By Poonam I Kaushish
Whoever said different political strokes for different political folks was dead on. Specially when it comes to the high Constitutional office of the Governor. Wherein handpicked loyalists do whatever their mai baaps sitting on India’s Raj gaddi want. Governance, after all is one big nautanki which has rewritten the basic time-honoured rules of authority and turned democracy on its head. Bend them, break them, who cares!
Alas, the charade played out in Karnataka between Governor Vala, BJP and Congress-JD(S) combine once again brutally exposed two reprehensible facets of our rulers’ democratic temper. At the political level, governance is shamelessly all about cutting deals, side deals and underhand deals. At the Constitutional level, the happenings in Bengaluru have once again put the Governor’s role under the microscope.
The grimy tale has its genesis in the Governor calling the BJP which emerged as the single largest Party with 104 MLAs, though short of a simple majority by 8 legislators to form the Government giving it 15 days to prove its majority. Predictably, the Congress with 78 and JD(S) 38 totalling 116 MLAs in a post-poll alliance cried foul and moved the Supreme Court which gave the BJP 24 hours to prove its majority in the Assembly.
The issue is not that BJP Chief Minister Yeddyurappa did a Vajpayee and resigned before the trust vote as he was unable to muster a majority of 112 in a 224 Assembly. Or that the Congress-JD(S) came up trumps. Either way it has dealt a body blow to the Governor’s role in the sordid drama.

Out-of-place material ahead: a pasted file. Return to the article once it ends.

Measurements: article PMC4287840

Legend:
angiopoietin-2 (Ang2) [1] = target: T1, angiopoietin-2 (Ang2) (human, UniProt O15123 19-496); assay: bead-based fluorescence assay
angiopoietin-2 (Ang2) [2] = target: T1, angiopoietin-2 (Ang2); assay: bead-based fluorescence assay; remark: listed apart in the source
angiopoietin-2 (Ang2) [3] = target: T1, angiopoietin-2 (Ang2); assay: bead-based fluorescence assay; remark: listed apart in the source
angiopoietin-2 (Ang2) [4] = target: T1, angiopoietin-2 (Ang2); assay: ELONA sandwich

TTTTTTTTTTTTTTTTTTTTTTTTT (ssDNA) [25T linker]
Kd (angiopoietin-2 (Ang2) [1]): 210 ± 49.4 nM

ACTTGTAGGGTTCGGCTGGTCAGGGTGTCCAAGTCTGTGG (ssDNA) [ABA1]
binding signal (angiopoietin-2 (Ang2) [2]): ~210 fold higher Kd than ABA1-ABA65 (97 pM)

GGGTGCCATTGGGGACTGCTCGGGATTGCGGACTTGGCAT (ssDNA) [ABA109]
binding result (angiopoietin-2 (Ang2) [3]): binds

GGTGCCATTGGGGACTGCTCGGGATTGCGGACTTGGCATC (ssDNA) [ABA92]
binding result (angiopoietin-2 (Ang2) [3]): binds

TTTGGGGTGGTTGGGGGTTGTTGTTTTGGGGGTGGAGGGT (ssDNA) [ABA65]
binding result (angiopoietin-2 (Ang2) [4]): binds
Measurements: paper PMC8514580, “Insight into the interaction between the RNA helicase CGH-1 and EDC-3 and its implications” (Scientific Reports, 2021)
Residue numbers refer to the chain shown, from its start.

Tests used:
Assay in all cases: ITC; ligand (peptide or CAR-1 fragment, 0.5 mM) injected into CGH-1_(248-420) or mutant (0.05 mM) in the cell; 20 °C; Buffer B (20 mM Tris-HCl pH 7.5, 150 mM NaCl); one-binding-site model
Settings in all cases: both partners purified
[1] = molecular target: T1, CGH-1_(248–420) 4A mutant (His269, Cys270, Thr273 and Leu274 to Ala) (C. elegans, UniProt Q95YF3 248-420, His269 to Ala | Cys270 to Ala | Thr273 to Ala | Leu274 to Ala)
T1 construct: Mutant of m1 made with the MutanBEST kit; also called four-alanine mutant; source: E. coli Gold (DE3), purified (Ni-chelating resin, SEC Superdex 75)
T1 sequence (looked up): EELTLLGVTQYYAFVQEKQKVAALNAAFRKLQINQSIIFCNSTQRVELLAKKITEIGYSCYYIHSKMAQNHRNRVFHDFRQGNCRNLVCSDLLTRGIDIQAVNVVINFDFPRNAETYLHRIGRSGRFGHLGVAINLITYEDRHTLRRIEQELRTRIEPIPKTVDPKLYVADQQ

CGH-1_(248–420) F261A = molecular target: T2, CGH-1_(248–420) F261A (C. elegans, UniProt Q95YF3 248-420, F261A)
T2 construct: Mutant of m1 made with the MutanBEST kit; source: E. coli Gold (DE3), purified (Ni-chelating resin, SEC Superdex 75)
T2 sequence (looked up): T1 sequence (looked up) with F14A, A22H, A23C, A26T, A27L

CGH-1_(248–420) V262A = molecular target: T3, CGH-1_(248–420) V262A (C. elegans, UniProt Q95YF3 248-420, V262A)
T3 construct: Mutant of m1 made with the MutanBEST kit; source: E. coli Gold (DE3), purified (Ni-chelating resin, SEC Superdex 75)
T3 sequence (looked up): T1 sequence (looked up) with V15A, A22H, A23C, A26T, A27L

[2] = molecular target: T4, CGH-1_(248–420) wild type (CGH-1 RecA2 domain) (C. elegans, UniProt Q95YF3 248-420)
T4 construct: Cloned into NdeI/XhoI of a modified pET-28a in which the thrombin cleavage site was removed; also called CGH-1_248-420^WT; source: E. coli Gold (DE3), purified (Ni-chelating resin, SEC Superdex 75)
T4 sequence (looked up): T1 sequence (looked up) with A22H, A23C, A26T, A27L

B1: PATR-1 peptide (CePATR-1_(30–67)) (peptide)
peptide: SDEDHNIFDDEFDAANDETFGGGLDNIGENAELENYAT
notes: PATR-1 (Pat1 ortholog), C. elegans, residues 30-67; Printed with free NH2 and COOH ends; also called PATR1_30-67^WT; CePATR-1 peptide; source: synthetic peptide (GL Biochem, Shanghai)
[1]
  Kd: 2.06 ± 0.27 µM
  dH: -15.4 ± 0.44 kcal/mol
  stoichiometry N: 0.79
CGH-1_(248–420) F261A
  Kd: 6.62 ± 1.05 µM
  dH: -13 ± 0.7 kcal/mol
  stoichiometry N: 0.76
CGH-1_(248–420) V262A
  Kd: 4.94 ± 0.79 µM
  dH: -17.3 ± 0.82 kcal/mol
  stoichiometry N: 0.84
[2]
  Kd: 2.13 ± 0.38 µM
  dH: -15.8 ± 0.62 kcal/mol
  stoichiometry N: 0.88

The Congress-JD(S) accused Governor Vala of acting contrary to what his compatriots in Goa, Manipur and Meghalaya did by insuring the BJP, though not the single largest Party formed the Government after cobbling a post-poll alliance with regional outfits recently. In fact, the Supreme Court upheld the Goa Raj Bhawan’s decision.
Alas, in this high drama the first casualty is Governor Vala who was blamed for being a kathputli of his political mai baaps in Delhi and overlooking the letter and spirit of the Constitution. True, he is an old RSS hand who was also Modi’s Finance Minister in Gujarat. Yet, as Governor he should realize his is a Constitutional position and role and should be guided by recent conventions and not be ‘His Master’s Voice.’ Moreover, he needs to weigh public probity and public interest more than political expediency.
Raising a moot point: What is the role of a Governor, his qualifications and Constitutional obligations and duties? Is he the Centre’s chaprasi? Or, the keeper of the people’s faith as the Constitutional head of a State. Will ideologies be the touchstones for matters of a Constitutional nature? Importantly, are there any rules to underscore some semblance, coherence and uniformity in gubernatorial actions? A charter of directions and guidelines?
Of course, this is not the first time that the Governor’s role has come under the scanner. Be it the BJP, Congress, Janata Party, NDA-UPA-Third Front all have misused their powers when at the Centre to topple uncomfortable or Opposition-ruled State Governments to further their political agendas by using, abusing and debasing the gubernatorial office. No wonder, Article 356 has been imposed more than 120 times in various States, at the whims and fancies of the Centre. But when they get hit all cry foul. A classic case of the pot calling the kettle black!
Sadly, in a milieu of you scratch my back and I yours, over 60% of present Governors are active politicians, Saffron Sangh cahoots or ‘pliable’ bureaucrats etc. The essential criteria for a Governor’s selection is no longer whether he is a man of stature, known for his integrity and objectivity, but is he a yes-man, a chamcha.